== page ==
The subject of businesses coming into our city has been a topic in elections and in between now for many years. I can only report what I saw, took part in, and what I suggest.
As everyone should know, we have been in a "down economy" for at least three years. Businesses cannot find the capital or borrow from banks, so nothing happens unless they have substantial amounts of their own.
Many persons have a mistaken idea about what units of government can do to attract and/or keep existing enterprises. A small business can have millions in revenues and hire hundreds of employees.
Many persons point to our downtown area as something that beckons to be filled with thriving businesses that folks want. Often cited are such businesses there and elsewhere, like nice restaurants such as the ones in Hiram and along the East-West Connector.
Restaurants are a risky business for individuals. Most of those located within the city fail—especially the local ones—therefore chain restaurants are the most desirable. However, from their standpoint, they already have locations about 5 miles from Powder Springs.
Getting back to the downtown area, many things have been done to improve the public parts of that area. Several years ago, a "street scape" was completed—period lighting, new sidewalks, traffic "calming devices” and a new traffic light. This cost about $500,000.
Also, the city holds a very successful Fourth of July event that regularly attracts about 10,000 persons. There have been other attempts to draw attention to the area.
I will say boldly that it is not the city's duty to support a failing business, which many have been and will continue. Some of the buildings have been vacant for years because the owners will not fix them up and charge too much for rent or purchase.
People also say that we have old and unattractive shopping centers. They cry for revitalization.
Then there are areas whereby the owners of the property wanted them rezoned and suggested all kinds of attractive and needed businesses that could move in.
However, acres and acres of this land sits idle. The owners simply wanted to rezone the property to increase the value for the future. They basically lied when they provided information about what it would be.
I usually voted "no" to these rezonings, unless they provided solid information and were set to take out permits the next day.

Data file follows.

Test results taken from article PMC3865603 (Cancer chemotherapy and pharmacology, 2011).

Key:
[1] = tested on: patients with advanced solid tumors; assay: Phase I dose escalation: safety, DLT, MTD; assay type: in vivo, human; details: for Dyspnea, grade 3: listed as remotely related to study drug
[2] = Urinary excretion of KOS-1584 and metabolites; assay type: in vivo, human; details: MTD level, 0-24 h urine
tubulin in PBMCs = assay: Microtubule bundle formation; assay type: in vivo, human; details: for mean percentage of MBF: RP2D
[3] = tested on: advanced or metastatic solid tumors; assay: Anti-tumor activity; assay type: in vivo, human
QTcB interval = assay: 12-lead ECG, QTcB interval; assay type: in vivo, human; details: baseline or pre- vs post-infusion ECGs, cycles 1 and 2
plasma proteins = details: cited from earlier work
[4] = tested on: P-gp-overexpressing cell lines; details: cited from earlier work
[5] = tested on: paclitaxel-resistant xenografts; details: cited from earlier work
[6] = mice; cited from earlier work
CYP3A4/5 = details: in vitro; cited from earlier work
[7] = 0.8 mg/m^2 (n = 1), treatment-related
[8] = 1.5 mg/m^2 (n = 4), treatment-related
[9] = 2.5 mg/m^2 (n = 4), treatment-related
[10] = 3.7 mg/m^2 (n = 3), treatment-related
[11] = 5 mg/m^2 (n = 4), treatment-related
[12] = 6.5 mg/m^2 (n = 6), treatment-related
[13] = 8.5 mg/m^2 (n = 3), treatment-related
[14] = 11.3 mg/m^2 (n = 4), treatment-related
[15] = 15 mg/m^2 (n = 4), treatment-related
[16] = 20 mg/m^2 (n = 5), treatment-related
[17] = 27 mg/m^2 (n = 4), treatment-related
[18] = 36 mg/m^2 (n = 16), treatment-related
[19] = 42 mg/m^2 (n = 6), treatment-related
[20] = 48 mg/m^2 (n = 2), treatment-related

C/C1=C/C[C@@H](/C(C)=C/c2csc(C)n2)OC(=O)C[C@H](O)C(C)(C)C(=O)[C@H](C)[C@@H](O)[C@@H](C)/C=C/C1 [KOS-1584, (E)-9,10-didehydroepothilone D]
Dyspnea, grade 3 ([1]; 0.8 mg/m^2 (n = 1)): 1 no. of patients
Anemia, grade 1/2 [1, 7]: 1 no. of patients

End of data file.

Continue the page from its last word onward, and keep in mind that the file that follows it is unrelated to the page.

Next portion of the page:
We do have a mechanism that few persons, including the mayor and council, have much information about. There is an authority called the Development Authority of Powder Springs. It has been in existence for at least 15 years.
Back when, it was set up to receive federal grant money for development within a certain geographical area. The authority is supposed to have between five and seven city residents. Note I said city residents.
At last count, there was $90,000 in the bank that this non-working authority has. The last time it was active was the year 2000, when yours truly got them to contribute $10,000 for the establishment of a city website.
Since then, the authority has done nothing. They need members to do business.
Before I left, I suggested that it was unlikely that we could find seven people who would have to go for special training, remain on the authority for some time, and also be able to devote time to this difficult task.
Therefore, the city should look into dissolving the authority, place the money in a special line item, and contract out to a specialist who could help obtain certain types of businesses that would work well with what we have. I suggest service companies that do not need lots of room and could fit into available property.
Perhaps this might not be the best use of the money, but it sure beats just letting it sit there when a clear need is present.
I guess the issue of economic development will always bubble up, but it is like the weather, "everyone talks about it but nobody can do a thing about it".